“I am so pumped about this program! I am so excited about what we’re doing, being here and really understand we can win this fight,” said Callahan. “And there are people committed to do it. To be a small part of that, that’s awesome.”
Thomas A. Baer, U.S. Department of Homeland Security deputy director of the National Cyber Security and Communications Integration Center, said, “I know of no other school using a total immersion strategy to educate cyber professionals. This strategy is the most efficient and effective way to teach cyber security and serves as a model for the nation.”
Callahan said winning the war on terrorism and crime as a whole must address the threat posed through technology. “Cybersecurity is something you can’t ignore. This is the thing that could take us down, quite frankly, in a number of ways.
“If I wanted to rob a bank and I go storming in the front door with a rifle and I tell everyone to lie down, everyone knows the bank was robbed. Someone used force, the money disappears. Someone who uses cyber doesn’t have to be exposed, doesn’t have to be in this nation, doesn’t have to use force and can take millions on any given day.
“Compare this to a nation-state who would want to do us in,” continued Callahan. “If I wanted to do something horrible to this nation, if you took down through cyber means our power, our water, our banks, our lights, our GPS systems, just go through a list of things. You wouldn’t need very big guns to come in and take over after this.”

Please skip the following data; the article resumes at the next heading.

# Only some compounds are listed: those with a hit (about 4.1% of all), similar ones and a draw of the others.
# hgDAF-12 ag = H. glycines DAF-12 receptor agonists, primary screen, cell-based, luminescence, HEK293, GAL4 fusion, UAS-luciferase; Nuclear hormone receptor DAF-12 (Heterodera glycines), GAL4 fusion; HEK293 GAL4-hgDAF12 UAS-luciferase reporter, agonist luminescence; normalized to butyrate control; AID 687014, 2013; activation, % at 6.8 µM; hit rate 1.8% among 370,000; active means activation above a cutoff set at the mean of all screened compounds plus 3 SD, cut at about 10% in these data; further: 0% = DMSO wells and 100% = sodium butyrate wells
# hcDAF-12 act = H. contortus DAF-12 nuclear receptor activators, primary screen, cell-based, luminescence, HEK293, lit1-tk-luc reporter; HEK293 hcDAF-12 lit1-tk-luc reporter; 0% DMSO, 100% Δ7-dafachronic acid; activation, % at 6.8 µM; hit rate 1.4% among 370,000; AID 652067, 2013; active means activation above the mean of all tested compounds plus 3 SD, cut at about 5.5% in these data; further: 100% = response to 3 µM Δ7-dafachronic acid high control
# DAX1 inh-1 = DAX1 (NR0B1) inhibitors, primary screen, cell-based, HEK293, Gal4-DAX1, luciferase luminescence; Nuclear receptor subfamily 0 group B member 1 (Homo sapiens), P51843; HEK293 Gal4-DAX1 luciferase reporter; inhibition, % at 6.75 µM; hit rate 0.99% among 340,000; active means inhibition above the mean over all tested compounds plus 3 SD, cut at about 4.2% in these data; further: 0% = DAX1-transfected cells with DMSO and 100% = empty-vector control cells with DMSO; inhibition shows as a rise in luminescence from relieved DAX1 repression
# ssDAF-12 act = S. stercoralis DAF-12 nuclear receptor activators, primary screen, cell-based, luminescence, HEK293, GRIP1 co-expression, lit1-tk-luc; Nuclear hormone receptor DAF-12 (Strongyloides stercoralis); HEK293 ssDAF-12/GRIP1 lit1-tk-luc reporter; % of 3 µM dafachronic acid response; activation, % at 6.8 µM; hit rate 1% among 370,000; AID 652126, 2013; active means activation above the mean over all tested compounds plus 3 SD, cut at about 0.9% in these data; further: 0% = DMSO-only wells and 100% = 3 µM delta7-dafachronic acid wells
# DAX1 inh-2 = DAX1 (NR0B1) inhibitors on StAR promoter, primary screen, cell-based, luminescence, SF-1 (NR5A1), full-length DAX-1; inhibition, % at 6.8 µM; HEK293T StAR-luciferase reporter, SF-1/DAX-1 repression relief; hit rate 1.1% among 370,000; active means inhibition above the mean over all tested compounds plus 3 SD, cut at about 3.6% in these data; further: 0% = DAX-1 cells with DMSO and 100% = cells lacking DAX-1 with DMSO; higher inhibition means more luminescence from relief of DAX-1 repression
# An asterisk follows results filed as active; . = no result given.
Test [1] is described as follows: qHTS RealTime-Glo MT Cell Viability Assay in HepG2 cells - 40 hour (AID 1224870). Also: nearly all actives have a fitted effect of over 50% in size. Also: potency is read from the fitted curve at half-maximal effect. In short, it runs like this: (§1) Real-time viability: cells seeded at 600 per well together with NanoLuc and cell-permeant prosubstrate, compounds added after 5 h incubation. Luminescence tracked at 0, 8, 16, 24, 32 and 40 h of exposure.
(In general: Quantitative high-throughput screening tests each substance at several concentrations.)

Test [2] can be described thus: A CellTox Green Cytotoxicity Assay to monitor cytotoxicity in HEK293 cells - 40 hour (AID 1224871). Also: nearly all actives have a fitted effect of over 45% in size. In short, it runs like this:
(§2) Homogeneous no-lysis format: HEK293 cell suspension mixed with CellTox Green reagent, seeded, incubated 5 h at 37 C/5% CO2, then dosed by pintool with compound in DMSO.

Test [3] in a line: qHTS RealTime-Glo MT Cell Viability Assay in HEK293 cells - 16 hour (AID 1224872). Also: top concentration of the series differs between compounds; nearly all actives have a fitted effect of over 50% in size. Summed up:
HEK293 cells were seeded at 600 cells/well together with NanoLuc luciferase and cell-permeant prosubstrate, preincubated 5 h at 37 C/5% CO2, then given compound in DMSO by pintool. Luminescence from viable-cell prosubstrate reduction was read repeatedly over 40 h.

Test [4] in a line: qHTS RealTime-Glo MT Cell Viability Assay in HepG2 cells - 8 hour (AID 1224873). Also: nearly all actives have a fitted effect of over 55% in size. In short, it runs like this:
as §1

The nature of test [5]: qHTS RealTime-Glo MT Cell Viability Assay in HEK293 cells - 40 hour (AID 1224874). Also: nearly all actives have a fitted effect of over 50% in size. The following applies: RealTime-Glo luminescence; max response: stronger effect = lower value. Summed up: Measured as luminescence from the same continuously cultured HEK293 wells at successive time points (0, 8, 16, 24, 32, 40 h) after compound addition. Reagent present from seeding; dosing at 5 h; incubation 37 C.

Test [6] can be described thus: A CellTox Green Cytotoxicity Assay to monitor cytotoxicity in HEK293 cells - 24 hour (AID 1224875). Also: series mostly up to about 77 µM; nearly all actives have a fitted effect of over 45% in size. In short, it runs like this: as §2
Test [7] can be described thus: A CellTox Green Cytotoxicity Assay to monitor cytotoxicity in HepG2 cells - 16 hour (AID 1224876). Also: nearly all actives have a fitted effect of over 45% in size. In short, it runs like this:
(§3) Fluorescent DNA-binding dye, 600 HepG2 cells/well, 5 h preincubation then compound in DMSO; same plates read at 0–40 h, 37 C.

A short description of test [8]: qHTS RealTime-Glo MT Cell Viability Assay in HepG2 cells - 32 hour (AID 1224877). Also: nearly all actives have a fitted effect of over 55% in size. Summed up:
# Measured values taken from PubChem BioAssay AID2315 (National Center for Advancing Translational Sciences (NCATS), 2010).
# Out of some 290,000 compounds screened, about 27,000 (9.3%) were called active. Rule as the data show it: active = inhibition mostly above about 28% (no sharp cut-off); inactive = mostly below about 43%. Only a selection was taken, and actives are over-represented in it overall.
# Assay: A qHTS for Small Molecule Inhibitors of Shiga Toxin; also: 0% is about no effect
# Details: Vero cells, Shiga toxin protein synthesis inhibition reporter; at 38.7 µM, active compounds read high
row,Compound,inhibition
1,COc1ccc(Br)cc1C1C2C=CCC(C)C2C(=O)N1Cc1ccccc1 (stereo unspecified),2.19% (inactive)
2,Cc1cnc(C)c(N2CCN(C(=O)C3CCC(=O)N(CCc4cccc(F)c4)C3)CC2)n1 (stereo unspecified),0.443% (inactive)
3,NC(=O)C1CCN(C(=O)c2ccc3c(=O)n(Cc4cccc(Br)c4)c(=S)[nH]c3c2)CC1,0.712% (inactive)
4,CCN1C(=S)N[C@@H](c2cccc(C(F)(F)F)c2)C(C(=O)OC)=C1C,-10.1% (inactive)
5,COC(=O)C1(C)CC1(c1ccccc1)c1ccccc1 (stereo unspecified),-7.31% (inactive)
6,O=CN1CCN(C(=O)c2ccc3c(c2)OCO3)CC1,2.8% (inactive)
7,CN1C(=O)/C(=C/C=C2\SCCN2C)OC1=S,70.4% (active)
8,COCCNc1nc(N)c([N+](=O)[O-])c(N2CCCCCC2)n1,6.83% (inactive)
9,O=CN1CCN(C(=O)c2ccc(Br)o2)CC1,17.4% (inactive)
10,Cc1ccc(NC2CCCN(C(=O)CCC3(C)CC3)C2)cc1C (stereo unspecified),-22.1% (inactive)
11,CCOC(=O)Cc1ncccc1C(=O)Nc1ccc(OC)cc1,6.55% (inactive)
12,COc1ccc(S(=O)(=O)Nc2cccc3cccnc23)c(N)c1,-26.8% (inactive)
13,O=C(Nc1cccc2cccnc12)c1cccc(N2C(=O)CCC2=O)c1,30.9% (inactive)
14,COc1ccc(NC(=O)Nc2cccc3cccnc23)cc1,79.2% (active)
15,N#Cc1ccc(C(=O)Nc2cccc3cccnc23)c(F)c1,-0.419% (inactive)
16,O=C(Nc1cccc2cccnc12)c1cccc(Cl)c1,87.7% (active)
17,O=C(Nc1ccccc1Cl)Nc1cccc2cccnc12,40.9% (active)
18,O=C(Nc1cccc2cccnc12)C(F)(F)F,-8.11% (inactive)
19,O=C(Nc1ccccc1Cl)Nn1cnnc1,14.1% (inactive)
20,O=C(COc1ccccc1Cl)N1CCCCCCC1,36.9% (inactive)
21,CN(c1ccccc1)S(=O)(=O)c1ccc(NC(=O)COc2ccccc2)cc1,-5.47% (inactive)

Callahan also pointed out that cybercrime and cyberterrorism can be committed from safe havens far away from the United States, well insulated against being caught.
“It made sense to me with the things I was seeing that we needed to address this national problem at a couple of levels, including better trained cyber professionals.” Callahan says this must include a dedicated effort to interest young people in cybersecurity careers at the elementary and secondary school level. “If we can show them a career path and show them they can contribute, they will. These kids are so technically astute.
“This is not rocket science. We all like to feel we are wanted, kids especially. If we catch them early enough, they will not let us down,” she said.